The Saturday before school started, Tina and her mom went to Second Hand Love for back-to-school clothes. Tina hated the feeling of wearing someone else’s jeans, but after a few wears she forgot all about it. After all, one could swing from the monkey bars just as well in pre-owned pants as ones that came brand new from Macy’s, and the other kids only made fun the first week of school before moving on to easier targets than Tina.
As her mom searched for necessary items of clothing that didn’t show too much wear at the knees or pilling across the chest, Tina moseyed around the more interesting shelves. She picked at colorful scarves, floppy hats, forgotten Playskool relics. As she neared the end of the aisle, something caught her eye.
She could tell right away that they weren’t ordinary sunglasses. They had pink frames with turquoise embellishments on the side, and they seemed to, well, glow compared to the drab tortoiseshell and plain old black varieties. They almost begged her to try them on. While her mom picked through the rack of used sweaters that smelled slightly of mothballs and decay, Tina picked them up and slid them on.
She looked around at the now-darkened shelves of crumbling paperbacks and abandoned crockpots across the back of the store. After a few seconds, the walls shimmied a little.
Snatching the glasses off her face, she stared at them. Ordinary lenses, tinted a caramel brown. Nothing unusual. She slowly put them on again.
Once again, after only a moment, the walls trembled rhythmically. Shelves shook, and bric-a-brac fell clattering to the floor. At the back of the store, one of the walls appeared to suck in on itself, swirling like a drain…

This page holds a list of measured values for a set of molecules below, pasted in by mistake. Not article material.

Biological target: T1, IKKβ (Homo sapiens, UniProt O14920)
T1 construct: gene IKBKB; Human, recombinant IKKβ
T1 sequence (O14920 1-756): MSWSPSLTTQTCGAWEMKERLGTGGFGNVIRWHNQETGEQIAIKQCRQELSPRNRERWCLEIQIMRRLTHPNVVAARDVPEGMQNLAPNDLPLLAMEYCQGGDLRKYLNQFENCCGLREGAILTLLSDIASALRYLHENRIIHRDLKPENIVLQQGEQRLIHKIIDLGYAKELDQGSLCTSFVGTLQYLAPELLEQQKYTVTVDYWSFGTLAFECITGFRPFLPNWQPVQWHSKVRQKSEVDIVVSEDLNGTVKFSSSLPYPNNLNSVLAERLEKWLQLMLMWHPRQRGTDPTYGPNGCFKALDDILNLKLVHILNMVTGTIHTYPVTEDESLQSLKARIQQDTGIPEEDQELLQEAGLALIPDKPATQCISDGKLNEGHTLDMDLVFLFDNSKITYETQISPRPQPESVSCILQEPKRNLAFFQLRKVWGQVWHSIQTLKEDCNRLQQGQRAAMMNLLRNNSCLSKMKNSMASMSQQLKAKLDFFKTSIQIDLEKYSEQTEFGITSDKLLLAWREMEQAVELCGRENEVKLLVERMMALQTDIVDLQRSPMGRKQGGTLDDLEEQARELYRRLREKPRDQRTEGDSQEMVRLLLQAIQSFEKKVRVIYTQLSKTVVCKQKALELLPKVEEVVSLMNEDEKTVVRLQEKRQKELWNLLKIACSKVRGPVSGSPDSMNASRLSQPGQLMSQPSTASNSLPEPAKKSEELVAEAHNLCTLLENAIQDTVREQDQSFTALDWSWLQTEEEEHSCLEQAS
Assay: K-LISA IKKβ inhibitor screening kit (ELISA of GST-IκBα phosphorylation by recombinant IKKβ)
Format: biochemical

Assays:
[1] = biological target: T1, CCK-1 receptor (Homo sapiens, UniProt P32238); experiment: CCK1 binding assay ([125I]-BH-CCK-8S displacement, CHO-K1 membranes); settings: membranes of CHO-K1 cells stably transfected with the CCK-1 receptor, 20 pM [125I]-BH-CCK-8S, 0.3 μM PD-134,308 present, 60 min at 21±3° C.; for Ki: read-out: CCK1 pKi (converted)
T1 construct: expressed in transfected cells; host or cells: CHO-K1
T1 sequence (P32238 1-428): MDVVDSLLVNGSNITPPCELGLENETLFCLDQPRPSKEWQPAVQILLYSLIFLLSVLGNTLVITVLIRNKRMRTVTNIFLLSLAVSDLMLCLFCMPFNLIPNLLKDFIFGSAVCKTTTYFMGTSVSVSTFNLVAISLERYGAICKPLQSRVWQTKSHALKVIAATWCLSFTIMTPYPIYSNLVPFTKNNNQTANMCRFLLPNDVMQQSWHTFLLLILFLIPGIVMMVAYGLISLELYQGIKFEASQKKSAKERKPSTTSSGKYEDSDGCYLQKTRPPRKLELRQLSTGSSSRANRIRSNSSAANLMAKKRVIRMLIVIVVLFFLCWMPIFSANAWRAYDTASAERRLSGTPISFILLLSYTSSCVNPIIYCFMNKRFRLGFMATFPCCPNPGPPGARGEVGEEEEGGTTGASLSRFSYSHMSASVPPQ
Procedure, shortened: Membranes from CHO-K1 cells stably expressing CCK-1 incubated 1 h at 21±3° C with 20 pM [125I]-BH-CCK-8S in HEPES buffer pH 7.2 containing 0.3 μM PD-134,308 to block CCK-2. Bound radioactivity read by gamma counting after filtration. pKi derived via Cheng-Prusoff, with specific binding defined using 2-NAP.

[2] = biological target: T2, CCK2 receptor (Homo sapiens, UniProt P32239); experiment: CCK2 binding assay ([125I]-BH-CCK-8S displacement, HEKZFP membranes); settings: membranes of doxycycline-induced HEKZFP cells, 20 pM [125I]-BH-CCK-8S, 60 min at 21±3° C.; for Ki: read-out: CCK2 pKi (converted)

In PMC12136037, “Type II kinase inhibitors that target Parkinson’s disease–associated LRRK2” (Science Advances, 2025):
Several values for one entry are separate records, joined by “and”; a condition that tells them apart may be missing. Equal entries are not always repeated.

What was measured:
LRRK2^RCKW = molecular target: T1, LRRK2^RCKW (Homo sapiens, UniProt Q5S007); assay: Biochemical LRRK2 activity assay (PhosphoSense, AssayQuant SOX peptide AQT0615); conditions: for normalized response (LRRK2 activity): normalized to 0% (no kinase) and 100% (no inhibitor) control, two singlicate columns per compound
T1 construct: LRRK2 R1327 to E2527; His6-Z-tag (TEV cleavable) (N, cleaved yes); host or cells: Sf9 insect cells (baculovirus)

She yanked the glasses off again, heart pattering like her pet bunny’s. They didn’t feel like trick glasses. It felt so real. One quick look back at the wall confirmed that no vortex existed; there wasn’t even a doorway on that wall.
She walked over to her mom, who by that time had an armload of smelly clothes.
“Mom, can I get these glasses?” When her mom looked up, she quickly added, “They’re only 50 cents. I’ll pay for them. I still have money left over from returning the cans.”
“Okay,” her mother said absently, continuing to paw through the racks.
Tina didn’t try them on again until they got back to the apartment. They had burned a hole in her pocket, and every few minutes she reached in and touched them, making sure they were still there. They felt so ordinary in there. She almost stopped believing it had even happened.
When her mother started dumping the “new” clothes into the laundry, Tina ran to her room and shut the door. Pulling the glasses out of her pocket, it suddenly occurred to her that not only had she seen the walls shake, seen the hole in wall start forming, she had heard it, too. The clattering junk, the sound of vibrating walls that reminded her of an earthquake.
After one look around her gray room with its bare walls and shabby toys cluttering the dresser, and she put them on.
Same shimmying walls. Same swirling drain-hole in the wall. It widened, growing larger and larger until it was the size and shape of a doorway.
She reached out, fingers grazing the opening…
…then stepped through.